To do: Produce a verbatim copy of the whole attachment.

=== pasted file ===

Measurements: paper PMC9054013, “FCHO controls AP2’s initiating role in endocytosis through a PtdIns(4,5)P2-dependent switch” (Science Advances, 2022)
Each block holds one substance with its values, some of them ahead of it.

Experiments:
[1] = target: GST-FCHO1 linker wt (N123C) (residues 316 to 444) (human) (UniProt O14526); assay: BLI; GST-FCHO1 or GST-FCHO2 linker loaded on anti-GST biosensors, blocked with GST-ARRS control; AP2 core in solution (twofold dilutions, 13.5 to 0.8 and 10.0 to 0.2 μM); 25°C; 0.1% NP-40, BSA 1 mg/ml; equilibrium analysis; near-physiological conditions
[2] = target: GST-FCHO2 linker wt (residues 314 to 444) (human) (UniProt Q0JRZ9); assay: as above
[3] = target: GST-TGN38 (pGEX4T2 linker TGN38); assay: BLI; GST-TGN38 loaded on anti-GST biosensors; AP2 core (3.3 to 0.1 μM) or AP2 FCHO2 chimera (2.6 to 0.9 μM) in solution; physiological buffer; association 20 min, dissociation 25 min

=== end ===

Measurements: paper PMC9054013, “FCHO controls AP2’s initiating role in endocytosis through a PtdIns(4,5)P2-dependent switch” (Science Advances, 2022)
Each block holds one substance with its values, some of them ahead of it.

Experiments:
[1] = target: GST-FCHO1 linker wt (N123C) (residues 316 to 444) (human) (UniProt O14526); assay: BLI; GST-FCHO1 or GST-FCHO2 linker loaded on anti-GST biosensors, blocked with GST-ARRS control; AP2 core in solution (twofold dilutions, 13.5 to 0.8 and 10.0 to 0.2 μM); 25°C; 0.1% NP-40, BSA 1 mg/ml; equilibrium analysis; near-physiological conditions
[2] = target: GST-FCHO2 linker wt (residues 314 to 444) (human) (UniProt Q0JRZ9); assay: as above
[3] = target: GST-TGN38 (pGEX4T2 linker TGN38); assay: BLI; GST-TGN38 loaded on anti-GST biosensors; AP2 core (3.3 to 0.1 μM) or AP2 FCHO2 chimera (2.6 to 0.9 μM) in solution; physiological buffer; association 20 min, dissociation 25 min